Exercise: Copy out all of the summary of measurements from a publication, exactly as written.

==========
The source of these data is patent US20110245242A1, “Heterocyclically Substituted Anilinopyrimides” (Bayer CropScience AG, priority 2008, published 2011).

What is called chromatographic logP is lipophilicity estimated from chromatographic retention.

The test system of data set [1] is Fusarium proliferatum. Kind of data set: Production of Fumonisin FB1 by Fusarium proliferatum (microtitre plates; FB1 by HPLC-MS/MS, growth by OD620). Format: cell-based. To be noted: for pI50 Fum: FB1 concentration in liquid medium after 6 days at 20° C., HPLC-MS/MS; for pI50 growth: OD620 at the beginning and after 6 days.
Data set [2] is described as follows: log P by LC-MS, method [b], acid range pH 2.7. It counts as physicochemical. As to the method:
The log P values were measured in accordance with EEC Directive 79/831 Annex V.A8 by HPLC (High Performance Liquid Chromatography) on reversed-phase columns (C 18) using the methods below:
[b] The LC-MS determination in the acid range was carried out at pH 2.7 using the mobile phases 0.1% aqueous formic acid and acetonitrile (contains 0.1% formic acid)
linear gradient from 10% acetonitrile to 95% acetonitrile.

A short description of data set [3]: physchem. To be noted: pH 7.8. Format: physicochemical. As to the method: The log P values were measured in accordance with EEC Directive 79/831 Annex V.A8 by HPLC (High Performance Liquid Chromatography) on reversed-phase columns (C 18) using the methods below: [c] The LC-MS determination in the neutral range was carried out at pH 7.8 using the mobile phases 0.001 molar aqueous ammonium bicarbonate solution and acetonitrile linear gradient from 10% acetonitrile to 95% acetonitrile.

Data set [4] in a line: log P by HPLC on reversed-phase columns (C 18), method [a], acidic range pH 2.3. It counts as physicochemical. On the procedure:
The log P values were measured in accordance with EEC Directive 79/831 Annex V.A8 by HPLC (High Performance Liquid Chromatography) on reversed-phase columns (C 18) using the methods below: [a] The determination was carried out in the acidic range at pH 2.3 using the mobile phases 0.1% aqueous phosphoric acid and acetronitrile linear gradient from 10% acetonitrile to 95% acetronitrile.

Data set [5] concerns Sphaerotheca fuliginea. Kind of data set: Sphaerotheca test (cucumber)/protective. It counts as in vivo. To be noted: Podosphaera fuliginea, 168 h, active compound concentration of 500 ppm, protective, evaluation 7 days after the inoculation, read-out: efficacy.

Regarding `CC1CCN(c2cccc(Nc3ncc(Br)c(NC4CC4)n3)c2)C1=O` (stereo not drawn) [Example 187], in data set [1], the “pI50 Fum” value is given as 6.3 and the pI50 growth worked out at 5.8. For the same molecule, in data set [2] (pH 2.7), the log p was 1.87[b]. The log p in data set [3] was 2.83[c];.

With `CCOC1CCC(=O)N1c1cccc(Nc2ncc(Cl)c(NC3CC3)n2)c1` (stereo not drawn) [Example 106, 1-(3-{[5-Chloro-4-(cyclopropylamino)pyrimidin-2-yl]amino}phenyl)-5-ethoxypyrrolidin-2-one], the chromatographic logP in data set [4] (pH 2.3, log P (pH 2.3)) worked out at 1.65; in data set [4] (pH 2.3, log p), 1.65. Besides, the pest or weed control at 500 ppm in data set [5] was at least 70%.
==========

The source of these data is patent US20110245242A1, “Heterocyclically Substituted Anilinopyrimides” (Bayer CropScience AG, priority 2008, published 2011).

What is called chromatographic logP is lipophilicity estimated from chromatographic retention.

The test system of data set [1] is Fusarium proliferatum. Kind of data set: Production of Fumonisin FB1 by Fusarium proliferatum (microtitre plates; FB1 by HPLC-MS/MS, growth by OD620). Format: cell-based. To be noted: for pI50 Fum: FB1 concentration in liquid medium after 6 days at 20° C., HPLC-MS/MS; for pI50 growth: OD620 at the beginning and after 6 days.
Data set [2] is described as follows: log P by LC-MS, method [b], acid range pH 2.7. It counts as physicochemical. As to the method:
The log P values were measured in accordance with EEC Directive 79/831 Annex V.A8 by HPLC (High Performance Liquid Chromatography) on reversed-phase columns (C 18) using the methods below:
[b] The LC-MS determination in the acid range was carried out at pH 2.7 using the mobile phases 0.1% aqueous formic acid and acetonitrile (contains 0.1% formic acid)
linear gradient from 10% acetonitrile to 95% acetonitrile.

A short description of data set [3]: physchem. To be noted: pH 7.8. Format: physicochemical. As to the method: The log P values were measured in accordance with EEC Directive 79/831 Annex V.A8 by HPLC (High Performance Liquid Chromatography) on reversed-phase columns (C 18) using the methods below: [c] The LC-MS determination in the neutral range was carried out at pH 7.8 using the mobile phases 0.001 molar aqueous ammonium bicarbonate solution and acetonitrile linear gradient from 10% acetonitrile to 95% acetonitrile.

Data set [4] in a line: log P by HPLC on reversed-phase columns (C 18), method [a], acidic range pH 2.3. It counts as physicochemical. On the procedure:
The log P values were measured in accordance with EEC Directive 79/831 Annex V.A8 by HPLC (High Performance Liquid Chromatography) on reversed-phase columns (C 18) using the methods below: [a] The determination was carried out in the acidic range at pH 2.3 using the mobile phases 0.1% aqueous phosphoric acid and acetronitrile linear gradient from 10% acetonitrile to 95% acetronitrile.

Data set [5] concerns Sphaerotheca fuliginea. Kind of data set: Sphaerotheca test (cucumber)/protective. It counts as in vivo. To be noted: Podosphaera fuliginea, 168 h, active compound concentration of 500 ppm, protective, evaluation 7 days after the inoculation, read-out: efficacy.

Regarding `CC1CCN(c2cccc(Nc3ncc(Br)c(NC4CC4)n3)c2)C1=O` (stereo not drawn) [Example 187], in data set [1], the “pI50 Fum” value is given as 6.3 and the pI50 growth worked out at 5.8. For the same molecule, in data set [2] (pH 2.7), the log p was 1.87[b]. The log p in data set [3] was 2.83[c];.

With `CCOC1CCC(=O)N1c1cccc(Nc2ncc(Cl)c(NC3CC3)n2)c1` (stereo not drawn) [Example 106, 1-(3-{[5-Chloro-4-(cyclopropylamino)pyrimidin-2-yl]amino}phenyl)-5-ethoxypyrrolidin-2-one], the chromatographic logP in data set [4] (pH 2.3, log P (pH 2.3)) worked out at 1.65; in data set [4] (pH 2.3, log p), 1.65. Besides, the pest or weed control at 500 ppm in data set [5] was at least 70%.